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SaraEve Fermin Reviews Girls Who Fell In Love With War by Jennifer Hudgens
Girls Who Fell In Love With War is all of those and more.
Jennifer Hudgens brings her first full length anthology to life and holds nothing back. A book born in the fires of trauma, mental illness, body image and death, the Oklahoma based poet speaks with a voice that transcends pain and reminds you that yes, there is another side to the gutting.
Thank you for teaching me charm, grace-
for showing me what it means to be so human
even when it feels similar to breaking.
More than anything, this book is a tribute to her father, who passed from cancer in 2015. His memory is painted across the manuscript, twirling many poems into childhood memories one could pluck like jewels and hold to lips, like sweet strawberries. In “Ostriches”, Hudgens manages to tell the story of disappointment turned ritual turned coming-of-age–
Forgiveness was the Grand Canyon.
Every summer Daddy made
promises he was never able to keep,
the best salesmen anyone had met.
The book delves into the politics of the body, centering on eating disorders and self-harm. Hudgens is open and blunt in her poems, a refreshing read into a topic that can often be fraught with metaphors.
The trick was to swim,
Hudgens demands her space. She demands to be taken seriously, demands to be seen, demands to her own self worth—something that is so hard in a time when people will do so much to take that away from a survivor. She demands not to be seen as the actions that made her, but as the person she has become.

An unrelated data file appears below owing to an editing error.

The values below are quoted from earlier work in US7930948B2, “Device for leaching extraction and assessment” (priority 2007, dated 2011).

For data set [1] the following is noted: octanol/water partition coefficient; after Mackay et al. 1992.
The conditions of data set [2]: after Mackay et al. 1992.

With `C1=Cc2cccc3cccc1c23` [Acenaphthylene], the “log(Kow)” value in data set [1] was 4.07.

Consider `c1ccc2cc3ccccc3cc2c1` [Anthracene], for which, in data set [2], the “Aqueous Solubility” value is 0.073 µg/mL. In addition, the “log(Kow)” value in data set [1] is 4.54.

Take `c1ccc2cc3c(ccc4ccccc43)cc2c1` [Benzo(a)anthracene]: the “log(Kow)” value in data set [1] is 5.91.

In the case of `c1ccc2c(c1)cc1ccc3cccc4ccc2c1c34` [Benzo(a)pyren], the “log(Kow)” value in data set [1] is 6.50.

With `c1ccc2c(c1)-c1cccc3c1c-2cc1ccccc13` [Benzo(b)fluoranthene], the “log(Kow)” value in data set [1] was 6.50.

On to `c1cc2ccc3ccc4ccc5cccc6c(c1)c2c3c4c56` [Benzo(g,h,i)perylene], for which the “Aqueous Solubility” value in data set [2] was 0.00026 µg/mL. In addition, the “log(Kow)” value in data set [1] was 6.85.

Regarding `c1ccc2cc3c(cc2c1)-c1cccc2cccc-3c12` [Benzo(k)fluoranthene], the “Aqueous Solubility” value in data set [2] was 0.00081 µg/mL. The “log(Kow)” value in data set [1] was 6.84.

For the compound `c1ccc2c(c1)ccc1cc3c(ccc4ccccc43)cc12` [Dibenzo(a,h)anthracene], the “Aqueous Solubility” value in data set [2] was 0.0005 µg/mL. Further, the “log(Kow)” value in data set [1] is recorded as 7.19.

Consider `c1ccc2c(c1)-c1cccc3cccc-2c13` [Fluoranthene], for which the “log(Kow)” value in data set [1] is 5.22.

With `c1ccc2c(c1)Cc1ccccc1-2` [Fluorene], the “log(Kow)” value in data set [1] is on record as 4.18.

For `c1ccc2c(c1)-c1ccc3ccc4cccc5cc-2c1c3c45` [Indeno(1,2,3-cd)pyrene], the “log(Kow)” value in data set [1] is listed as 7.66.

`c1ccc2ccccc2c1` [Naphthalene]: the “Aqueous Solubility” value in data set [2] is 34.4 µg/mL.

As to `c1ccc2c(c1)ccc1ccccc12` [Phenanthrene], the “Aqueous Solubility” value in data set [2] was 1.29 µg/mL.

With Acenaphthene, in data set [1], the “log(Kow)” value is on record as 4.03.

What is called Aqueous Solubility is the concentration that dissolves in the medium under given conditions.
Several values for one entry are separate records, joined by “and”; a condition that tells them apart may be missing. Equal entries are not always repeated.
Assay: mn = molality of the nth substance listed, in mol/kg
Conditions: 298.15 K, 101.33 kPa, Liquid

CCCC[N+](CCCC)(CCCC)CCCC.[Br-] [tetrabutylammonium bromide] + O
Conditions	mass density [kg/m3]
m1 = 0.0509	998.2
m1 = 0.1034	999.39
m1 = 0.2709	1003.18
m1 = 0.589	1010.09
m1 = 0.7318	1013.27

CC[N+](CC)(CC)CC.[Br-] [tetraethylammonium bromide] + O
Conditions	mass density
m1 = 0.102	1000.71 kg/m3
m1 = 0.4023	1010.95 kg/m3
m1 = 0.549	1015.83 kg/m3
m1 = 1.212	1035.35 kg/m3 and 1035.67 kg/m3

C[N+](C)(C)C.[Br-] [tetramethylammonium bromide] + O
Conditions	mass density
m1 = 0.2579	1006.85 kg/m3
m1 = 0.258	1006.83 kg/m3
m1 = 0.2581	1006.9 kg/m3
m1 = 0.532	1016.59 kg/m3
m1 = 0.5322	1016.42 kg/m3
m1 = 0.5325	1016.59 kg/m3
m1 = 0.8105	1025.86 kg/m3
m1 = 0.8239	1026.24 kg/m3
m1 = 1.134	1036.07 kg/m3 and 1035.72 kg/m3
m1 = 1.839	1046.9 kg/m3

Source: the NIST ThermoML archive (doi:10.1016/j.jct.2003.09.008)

Stop telling me I am broken.
Stop telling me I have to ‘let things go’.
Stop telling me how to heal.
When you left- you took your fool mouth,
and left me to my bravery at dusk.
Girls Who Fell In Love With War is available from Swimming With Elephants Publications as well as from Hudgens site, where you can get a signed copy. Pick up one today. Fall in love with your own wars. Find the courage to win.
SaraEve : If you could start this interview, what would you ask yourself?
Jennifer : Honestly? I’d ask, “Why do you do what you do?” When I ask, it means, why do you ‘do’ poetry? I’ve had people ask me that a lot. My answer: is because it is a huge part of who I am. I think and breathe poetry. I cannot function well without writing. I turn into this bitter, angry person that I don’t even recognize anymore-especially if I’ve not written enough.
SaraEve : How do you begin writing a poem?
Jennifer : Usually, the poems just hit me. I could be driving in rush hour traffic or trying to focus on homework. Hell, I could be dreaming about mermaids and zombies, then I wake up, and there’s a poem. My poems are very organic. Rarely do I just decide to write about something and it happens the way I want it to. I sit down to write, and let whatever comes-comes. Editing comes in very handy once I’ve gotten it out. I want to say my poems are magic, they find me, just when I need them, and sometimes when I wish they wouldn’t.
SaraEve : Thank you for Girls Who Fell In Love With War, it is both beautiful and tragic, glorious in the story of triumph, a Girl who is constantly becoming. You address eating disorders, depression, trauma and abuse. You talk about losing your father to cancer—I’m sorry. Can you talk about how this had an impact on your writing?